Archaeologist Saul Lazenby has been all but unemployable since his disgrace during the War. Now he scrapes a living working for a rich eccentric who believes in magic. Saul knows it’s a lot of nonsense…except that he begins to find himself in increasingly strange and frightening situations. And at every turn he runs into the sardonic, mysterious Randolph Glyde.

Randolph is the last of an ancient line of arcanists, commanding deep secrets and extraordinary powers as he struggles to fulfil his family duties in a war-torn world. He knows there’s something odd going on with the haunted-looking man who keeps turning up in all the wrong places. The only question for Randolph is whether Saul is victim or villain.

Saul hasn’t trusted anyone in a long time. But as the supernatural threat grows, along with the desire between them, he’ll need to believe in evasive, enraging, devastatingly attractive Randolph. Because he may be the only man who can save Saul’s life—or his soul.

Rating: A

K.J. Charles gets her new Green Men series of paranormal historical romances off to a terrific start with Spectred Isle, an utterly captivating mix of adventure, mystery and romance all bound up in old English folklore, myth and magic.

Randolph Glyde is the last member of an old English family whose lineage goes back centuries.  Throughout the ages, the Glydes have been charged by successive monarchs with the protection of England from supernatural entities. Known as the Green Men, theirs is an ancient duty and an ancient magic that borrows powers from the land, but now their numbers are severely depleted and England is vulnerable to attack from mystical forces.  The First World War and the concurrent occult War Beneath devastated many families and the Glydes were no exception, as the government, not content with conventional weapons – tanks, guns and bombs –  recruited as many occultists and arcanists as they could and set them to unleashing their very specialised form of warfare on the enemy.  Of course, the other side had the same idea, and the resulting war irrevocably damaged the veil between the world of the supernatural and the human world; it now lies in shreds and Randolph – whose entire family was wiped out in one devastating engagement – is one of the few left alive who is able to track down and repel the various creatures and malignant entities that are passing through the veil with increasing frequency.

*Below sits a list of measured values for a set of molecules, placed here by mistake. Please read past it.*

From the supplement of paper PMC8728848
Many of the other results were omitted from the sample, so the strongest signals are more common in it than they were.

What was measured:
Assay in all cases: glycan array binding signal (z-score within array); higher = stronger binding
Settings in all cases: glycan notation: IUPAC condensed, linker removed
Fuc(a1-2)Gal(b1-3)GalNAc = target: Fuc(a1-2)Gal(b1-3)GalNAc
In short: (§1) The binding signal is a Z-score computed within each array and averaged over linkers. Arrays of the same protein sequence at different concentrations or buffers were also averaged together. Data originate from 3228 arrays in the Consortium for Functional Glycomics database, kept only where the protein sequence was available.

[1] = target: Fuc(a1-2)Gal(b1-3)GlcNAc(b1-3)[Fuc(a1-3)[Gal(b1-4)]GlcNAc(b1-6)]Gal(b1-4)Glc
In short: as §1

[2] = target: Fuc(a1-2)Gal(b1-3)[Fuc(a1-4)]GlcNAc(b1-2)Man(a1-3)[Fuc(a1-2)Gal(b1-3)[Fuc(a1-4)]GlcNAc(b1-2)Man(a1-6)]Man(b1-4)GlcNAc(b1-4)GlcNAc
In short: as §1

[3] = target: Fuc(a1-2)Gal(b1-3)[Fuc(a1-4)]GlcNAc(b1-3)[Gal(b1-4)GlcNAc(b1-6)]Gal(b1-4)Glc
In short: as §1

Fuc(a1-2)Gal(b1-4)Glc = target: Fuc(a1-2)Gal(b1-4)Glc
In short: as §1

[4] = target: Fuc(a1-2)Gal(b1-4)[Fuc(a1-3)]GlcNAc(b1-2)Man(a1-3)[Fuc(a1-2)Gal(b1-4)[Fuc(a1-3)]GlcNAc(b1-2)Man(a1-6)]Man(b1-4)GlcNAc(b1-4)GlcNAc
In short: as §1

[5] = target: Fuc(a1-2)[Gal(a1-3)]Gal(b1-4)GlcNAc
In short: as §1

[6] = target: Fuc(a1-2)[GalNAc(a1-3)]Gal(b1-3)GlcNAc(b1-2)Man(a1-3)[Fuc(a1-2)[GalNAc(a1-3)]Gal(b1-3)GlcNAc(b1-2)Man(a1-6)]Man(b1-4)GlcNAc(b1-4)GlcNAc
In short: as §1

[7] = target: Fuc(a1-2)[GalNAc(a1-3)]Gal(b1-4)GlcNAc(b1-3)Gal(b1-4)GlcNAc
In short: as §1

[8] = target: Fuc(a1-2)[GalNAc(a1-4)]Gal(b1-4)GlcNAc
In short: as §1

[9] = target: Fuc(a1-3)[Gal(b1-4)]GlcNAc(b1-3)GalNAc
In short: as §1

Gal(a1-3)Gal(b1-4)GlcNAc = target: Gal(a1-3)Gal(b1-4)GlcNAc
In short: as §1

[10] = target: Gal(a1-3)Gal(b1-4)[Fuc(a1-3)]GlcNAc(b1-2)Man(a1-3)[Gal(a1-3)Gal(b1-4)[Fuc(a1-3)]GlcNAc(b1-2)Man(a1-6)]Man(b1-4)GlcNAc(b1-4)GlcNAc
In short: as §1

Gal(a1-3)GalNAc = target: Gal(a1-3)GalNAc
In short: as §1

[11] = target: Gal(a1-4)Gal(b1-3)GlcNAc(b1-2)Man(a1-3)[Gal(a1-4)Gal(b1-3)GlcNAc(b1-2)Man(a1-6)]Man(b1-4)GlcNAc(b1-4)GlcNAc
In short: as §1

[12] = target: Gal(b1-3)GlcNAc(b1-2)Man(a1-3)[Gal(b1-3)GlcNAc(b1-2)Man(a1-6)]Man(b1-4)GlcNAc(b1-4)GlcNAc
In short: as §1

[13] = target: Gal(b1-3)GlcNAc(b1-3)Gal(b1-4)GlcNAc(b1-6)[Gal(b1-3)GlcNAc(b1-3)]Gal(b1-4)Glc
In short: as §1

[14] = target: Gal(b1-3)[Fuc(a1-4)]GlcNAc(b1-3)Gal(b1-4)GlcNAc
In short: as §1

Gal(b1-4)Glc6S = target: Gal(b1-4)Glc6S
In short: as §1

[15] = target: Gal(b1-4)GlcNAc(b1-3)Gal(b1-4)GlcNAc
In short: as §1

Saul Lazenby is an Oxford educated archaeologist who was stationed in Mesapotamia (modern Iraq) during the war, but who was dishonourably discharged and has struggled in the years since to find employment owing to his deeply tarnished record and reputation.  He is grateful for his position as assistant to Major Peabody, an eccentric who believes London to be a hotbed of magical powers, and whom Saul privately thinks is a harmless crackpot. Still, working for him is better than starving in the streets, and Saul obediently sets out to investigate the Major’s latest theory concerning an ancient burial stone located in Oak Hill Park just north of London.  Before he can locate it, however, an old oak tree bursts into flame for no apparent reason – and Saul finds himself being abruptly interrogated by a rude, disdainful and obviously aristocratic man who – just as abruptly – disappears when a few more people arrive on the scene.

This is only the first of several seemingly accidental meetings between the two men, in which they view each other with hostility and suspicion.  Saul thinks Randolph is following him; Randolph wonders if Saul’s appearances at the sites of exploding trees, ghostly manifestations and other strange happenings means he is somehow connected to or even responsible for them.

But soon, Randolph has to admit that perhaps there is a method in this madness and that Saul has some, as yet unknown, part to play in England’s defence against attack from beyond the veil. Through Saul’s PoV, the reader is initiated into Randolph’s magical world as the pair are drawn into the investigation of supernatural occurrences that appear to be somehow related to the life – and death – of Geoffrey de Mandeville, a villainous, twelfth century nobleman.